Public sector executives might be working fewer hours but they are still experiencing high levels of stress and poor health, according to a survey by Apex (the Association of Professional Executives of the Public Service of Canada).
In 2007, executives worked an average of 52.1 hours per week, compared to 50.7 hours in 2012, found the survey of 2,314 executives. And while one-quarter are working more than 55 hours per week, that’s down from 30 per cent five years ago.
While 59 per cent of executives said the use of technology increases their productivity, 84 per cent said it adds to their workload and 46 per cent said it contributes to a decrease in their work-life balance.
Social support scores are at an all‐time low. Support from supervisors has fallen from a high of 3.59 out of four in 1997 to 2.8 in 2012. Support from colleagues has dropped from 3.91 in 1997 to three in 2012.
More than one-fifth of executives reported being verbally harassed in the 12 months prior to the survey. One in 10 said their workplace lacks respect and civility. Top uncivil behaviours include: not sharing credit, breaking promises, showing anger, blaming, telling lies and making negative comments.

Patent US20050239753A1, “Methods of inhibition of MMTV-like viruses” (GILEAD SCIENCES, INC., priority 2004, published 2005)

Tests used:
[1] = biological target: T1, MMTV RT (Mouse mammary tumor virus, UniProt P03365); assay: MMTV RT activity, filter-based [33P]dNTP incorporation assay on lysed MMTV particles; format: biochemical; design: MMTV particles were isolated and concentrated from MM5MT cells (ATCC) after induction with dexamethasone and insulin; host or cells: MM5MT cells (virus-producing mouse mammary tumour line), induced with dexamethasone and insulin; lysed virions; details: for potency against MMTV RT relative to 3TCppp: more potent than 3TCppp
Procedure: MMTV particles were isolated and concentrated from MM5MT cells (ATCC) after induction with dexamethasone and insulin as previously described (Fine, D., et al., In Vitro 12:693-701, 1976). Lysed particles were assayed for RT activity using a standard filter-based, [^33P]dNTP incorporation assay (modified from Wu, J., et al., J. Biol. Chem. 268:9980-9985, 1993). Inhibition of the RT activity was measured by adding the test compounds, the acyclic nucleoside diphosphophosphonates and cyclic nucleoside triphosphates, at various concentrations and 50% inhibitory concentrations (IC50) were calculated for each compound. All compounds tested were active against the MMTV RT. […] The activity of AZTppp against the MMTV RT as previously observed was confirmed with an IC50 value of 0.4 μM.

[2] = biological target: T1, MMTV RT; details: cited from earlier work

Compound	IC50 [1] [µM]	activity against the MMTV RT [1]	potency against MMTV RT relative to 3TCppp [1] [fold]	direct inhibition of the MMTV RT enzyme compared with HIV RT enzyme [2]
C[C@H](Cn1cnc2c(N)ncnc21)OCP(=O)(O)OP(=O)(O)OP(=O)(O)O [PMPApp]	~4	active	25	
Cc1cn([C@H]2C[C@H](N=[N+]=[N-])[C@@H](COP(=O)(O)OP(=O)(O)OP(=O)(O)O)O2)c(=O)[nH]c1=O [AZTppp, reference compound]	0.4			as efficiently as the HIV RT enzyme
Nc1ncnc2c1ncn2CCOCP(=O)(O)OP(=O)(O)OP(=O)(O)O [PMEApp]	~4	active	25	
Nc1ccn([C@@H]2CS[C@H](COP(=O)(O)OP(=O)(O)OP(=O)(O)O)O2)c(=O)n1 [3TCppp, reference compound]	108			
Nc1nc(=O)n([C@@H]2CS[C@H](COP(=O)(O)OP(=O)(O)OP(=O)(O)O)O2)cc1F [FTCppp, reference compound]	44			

More than one-third of executives reported being verbally harassed by their direct supervisor, found the survey. Direct supervisors are also the main source of uncivil behaviours in the workplace.
Other highlights from the Apex survey:
•The number of executives reporting that most days are extremely or quite stressful has dropped slightly from 53 per cent in 2002 to 51 per cent in 2012.
•The number of executives reporting that their physical health is “excellent” or “very good” has decreased by about three percentage points, from 61 per cent in 2007 to 58 per cent in 2012.
•13 per cent of executives said their health is “fair” or “poor” compared to nine per cent in 2007.
•Cardiovascular diseases such as heart disease and high blood pressure are continuing a
downward trend, from a high of 22 per cent in 2002 to 17.4 per cent in 2012. However, these diseases still afflict nearly one in five executives.
•Respiratory diseases are steadily decreasing, from 12 per cent in 1997 to 5.6 per cent in 2012.
•Musculoskeletal disorders such as back and neck problems have increased from20 per cent in 2002 to 28 per cent in 2012.
•The percentage of executives with mental health conditions has almost doubled, from six per cent in 2007 to 11 per cent in 2012.
•At 43 per cent, the rate of obesity among executives has reached an all‐time high. Almost two‐thirds (61 per cent) of executives are either overweight or obese, putting them at risk for cardiovascular disease and Type 2 diabetes.
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